People to Celebrate – Jeff “Smitty” Smith


Jeff “Smitty” Smith is a legend in Winston-Salem. From humble beginnings, Smitty’s Notes was started as a newsletter to inform the public about where to go to listen to music, eat food, see art and just enjoy life locally. For more than 25 years, Jeff Smith has kept our community abreast of all there is to do and see. Jeff granted an interview to Forsyth Family about the genesis of Smitty’s Notes and his foray into sketching the cultural landscape in Winston-Salem.

Tell us about your connection/history to the Triad in particular.

I grew up in east Winston! The Triad is my home. In my teens and early 20s, I traveled even into Greensboro to go out. Back in the day, Greensboro was the hub; it had a lot more things to do than Winston-Salem.

What was the social and cultural landscape like when you first started the newsletter vs. where it is now?

I started the newsletter back in 1997. It was quiet here in terms of finding things to do. There were a few places to hang out, and there were very few bars to go to. I made a lot of good friends in those early days, but there was no getting around it – the scene was pretty slow. You had to find your own fun.

I joined a group of young professionals. I eventually found my way into being a part of a group that was the foundation of the Artspedition organization here locally through SECCA (Southeastern Center for Contemporary Art). UNC School of the Arts here in Winston was where the cool kids were. They all seemed to be “in the know” about exhibitions and things to do. The arts scene was underground but burgeoning in the 90s here. I got to know several people who either went to school or worked at UNCSA. It was the time when First Fridays were great art showcase nights on the downtown streets. I met a lot of people on the “scene,” and I attended a few parties on Trade Street which has always been the artistic hub of Winston-Salem.

Did you think the newsletter would be sustainable?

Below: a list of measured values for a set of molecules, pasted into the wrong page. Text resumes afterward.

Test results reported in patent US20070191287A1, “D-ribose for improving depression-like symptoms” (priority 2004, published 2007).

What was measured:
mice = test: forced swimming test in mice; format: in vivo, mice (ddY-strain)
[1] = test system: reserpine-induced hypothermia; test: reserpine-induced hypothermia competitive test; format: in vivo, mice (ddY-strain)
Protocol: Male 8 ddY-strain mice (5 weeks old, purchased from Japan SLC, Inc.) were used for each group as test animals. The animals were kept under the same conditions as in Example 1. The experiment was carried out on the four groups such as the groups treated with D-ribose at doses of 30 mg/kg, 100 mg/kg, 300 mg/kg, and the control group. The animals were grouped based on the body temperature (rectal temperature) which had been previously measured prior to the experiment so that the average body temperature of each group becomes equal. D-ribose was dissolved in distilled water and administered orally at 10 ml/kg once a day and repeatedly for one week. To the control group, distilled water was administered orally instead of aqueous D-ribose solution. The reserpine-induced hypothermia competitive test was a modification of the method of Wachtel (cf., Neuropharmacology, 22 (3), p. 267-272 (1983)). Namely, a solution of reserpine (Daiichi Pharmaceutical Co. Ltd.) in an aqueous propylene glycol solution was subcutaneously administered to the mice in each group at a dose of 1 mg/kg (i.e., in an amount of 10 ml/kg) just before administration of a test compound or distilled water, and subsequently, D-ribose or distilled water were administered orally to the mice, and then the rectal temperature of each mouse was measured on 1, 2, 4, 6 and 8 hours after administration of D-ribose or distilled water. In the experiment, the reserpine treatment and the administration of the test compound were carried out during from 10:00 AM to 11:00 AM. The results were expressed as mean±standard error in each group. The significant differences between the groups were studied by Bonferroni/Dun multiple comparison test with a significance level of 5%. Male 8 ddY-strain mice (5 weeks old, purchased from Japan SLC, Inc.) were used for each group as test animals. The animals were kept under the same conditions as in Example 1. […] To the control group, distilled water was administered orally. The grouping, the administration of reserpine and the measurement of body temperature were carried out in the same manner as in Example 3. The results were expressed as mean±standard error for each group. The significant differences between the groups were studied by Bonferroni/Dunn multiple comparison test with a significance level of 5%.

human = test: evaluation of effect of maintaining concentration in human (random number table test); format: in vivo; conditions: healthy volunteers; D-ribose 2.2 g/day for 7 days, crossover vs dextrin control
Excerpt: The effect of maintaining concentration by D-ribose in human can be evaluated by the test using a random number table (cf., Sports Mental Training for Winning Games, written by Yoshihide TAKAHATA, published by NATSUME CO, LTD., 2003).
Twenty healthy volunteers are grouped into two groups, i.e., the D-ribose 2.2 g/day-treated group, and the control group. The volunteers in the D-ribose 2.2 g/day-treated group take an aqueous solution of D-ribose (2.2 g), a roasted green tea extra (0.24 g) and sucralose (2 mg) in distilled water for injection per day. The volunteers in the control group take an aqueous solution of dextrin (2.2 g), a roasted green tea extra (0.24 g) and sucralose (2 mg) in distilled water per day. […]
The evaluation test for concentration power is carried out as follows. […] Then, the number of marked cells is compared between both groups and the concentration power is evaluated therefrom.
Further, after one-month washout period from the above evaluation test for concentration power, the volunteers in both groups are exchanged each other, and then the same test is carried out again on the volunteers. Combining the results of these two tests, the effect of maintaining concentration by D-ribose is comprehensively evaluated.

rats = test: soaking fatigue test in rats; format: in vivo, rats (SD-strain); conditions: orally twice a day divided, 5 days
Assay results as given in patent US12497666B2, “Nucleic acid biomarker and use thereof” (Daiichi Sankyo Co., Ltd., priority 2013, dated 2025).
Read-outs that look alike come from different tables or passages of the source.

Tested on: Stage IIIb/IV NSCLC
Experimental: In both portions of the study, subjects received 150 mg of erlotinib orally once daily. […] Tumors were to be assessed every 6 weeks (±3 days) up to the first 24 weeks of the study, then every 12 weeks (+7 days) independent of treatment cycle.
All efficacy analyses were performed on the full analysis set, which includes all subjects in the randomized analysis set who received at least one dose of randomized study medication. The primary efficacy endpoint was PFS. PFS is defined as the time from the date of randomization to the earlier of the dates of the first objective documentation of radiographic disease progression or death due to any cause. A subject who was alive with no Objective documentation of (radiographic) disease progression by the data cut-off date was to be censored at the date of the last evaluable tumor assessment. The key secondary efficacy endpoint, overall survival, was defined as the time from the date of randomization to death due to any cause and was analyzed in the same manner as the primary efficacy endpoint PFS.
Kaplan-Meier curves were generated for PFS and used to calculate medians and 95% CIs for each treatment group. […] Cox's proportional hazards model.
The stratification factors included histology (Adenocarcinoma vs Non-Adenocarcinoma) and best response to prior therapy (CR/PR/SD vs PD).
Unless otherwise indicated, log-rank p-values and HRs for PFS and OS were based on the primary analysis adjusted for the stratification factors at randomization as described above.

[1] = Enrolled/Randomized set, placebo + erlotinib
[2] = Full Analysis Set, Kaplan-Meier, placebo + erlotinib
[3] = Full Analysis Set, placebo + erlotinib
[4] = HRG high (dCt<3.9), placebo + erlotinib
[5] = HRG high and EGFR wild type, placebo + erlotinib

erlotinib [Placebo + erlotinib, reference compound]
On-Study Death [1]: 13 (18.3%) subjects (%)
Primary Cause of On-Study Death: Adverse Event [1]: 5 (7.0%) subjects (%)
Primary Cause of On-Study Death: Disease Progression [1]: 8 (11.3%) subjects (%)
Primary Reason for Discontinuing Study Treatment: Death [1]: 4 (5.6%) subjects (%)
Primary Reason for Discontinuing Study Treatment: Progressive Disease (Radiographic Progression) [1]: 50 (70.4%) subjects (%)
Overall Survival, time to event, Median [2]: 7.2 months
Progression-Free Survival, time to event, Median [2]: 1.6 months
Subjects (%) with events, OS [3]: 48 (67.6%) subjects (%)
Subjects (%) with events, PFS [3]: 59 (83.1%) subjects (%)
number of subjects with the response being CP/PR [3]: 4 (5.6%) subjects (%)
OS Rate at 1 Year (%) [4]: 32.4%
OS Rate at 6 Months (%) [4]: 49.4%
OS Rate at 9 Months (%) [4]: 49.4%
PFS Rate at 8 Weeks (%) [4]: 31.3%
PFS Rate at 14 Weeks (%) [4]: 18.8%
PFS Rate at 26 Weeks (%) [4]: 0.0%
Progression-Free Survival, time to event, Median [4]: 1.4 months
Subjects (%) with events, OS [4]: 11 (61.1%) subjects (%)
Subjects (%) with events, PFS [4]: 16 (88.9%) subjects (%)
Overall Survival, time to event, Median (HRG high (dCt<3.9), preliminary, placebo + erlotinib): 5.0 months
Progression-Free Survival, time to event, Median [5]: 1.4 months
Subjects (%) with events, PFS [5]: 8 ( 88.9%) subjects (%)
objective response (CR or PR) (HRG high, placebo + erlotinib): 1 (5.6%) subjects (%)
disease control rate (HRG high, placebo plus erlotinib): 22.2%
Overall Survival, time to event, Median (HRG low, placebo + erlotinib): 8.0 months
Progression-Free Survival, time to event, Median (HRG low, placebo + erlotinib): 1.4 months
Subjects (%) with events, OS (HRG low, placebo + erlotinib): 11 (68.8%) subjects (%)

Back in 1997 when I started Smitty’s Notes, we were just trying to find things to do for the weekends. My social circle circulated emails to each other about what there was to do in town. I decided these ideas for what was happening should be put into one newsletter. I began it as “Smitty’s Community Notes” and as a bi-monthly edition. I used to frame it jokingly as “your community service announcement.” I never thought it would bloom into something. I started to notice that the city was experiencing a big loss of young professionals. A lot of that had to do with the fact that there was not much to do socially. We started taking an advocacy role of promoting events, so we could retain young professionals. I wanted to provide people with my inside knowledge of what there was to do here. I became involved as a board member for the Downtown Winston-Salem Partnership (DWSP) and the Arts Council.

What do you hope to see in growth trends for the Triad, and what will help with continuing the path to being a vibrant and important community?

Entrepreneurship has come along quite a bit. More of that startup spirit will be vital. Winston Starts and Flywheel Coworking are both fantastic organizations for new, emerging companies to become burgeoning enterprises. Let us not forget that Hanes, RJ Reynolds and McLean trucking (started ocean container shipping for the world) were all entrepreneurships that got their start here.

Tell us about your greatest achievement as “Mr-Know-It in the Triad”

My greatest accolades come in the form of the trust people have in the newsletter and me. A lot of people didn’t necessarily believe at first that things would start to happen. The local community leaders trusted me and the process of building my knowledge-base and brand.

You have valiantly faced multiple sclerosis (MS). It hasn’t defeated you. What has it done?

It forced me to slow down a bit. I was going too fast. I cannot go out and do things like I used to. But, after the diagnosis, I determined I could keep going. I could pick and choose things to do and learn. I honestly just shifted my priorities. I did think I would never get to enjoy this process of being “in the know” like I did in the 90s; however, what I have done now is participate when I can and when I want.

Nominate one local cultural hero or pioneer on the scene as influential and what they mean to you or our community-at-large.

Richard Emmett – and not with just music but also the culture of our city. Through the Blue Ridge Foundation and being the music director for that, he has done so much. He came to town, and he used to work at the Horse’s Mouth Coffee Shop downtown. He was instrumental in programming art films there. He has been a true facilitator and innovator on the cultural scene for all of Winston-Salem!


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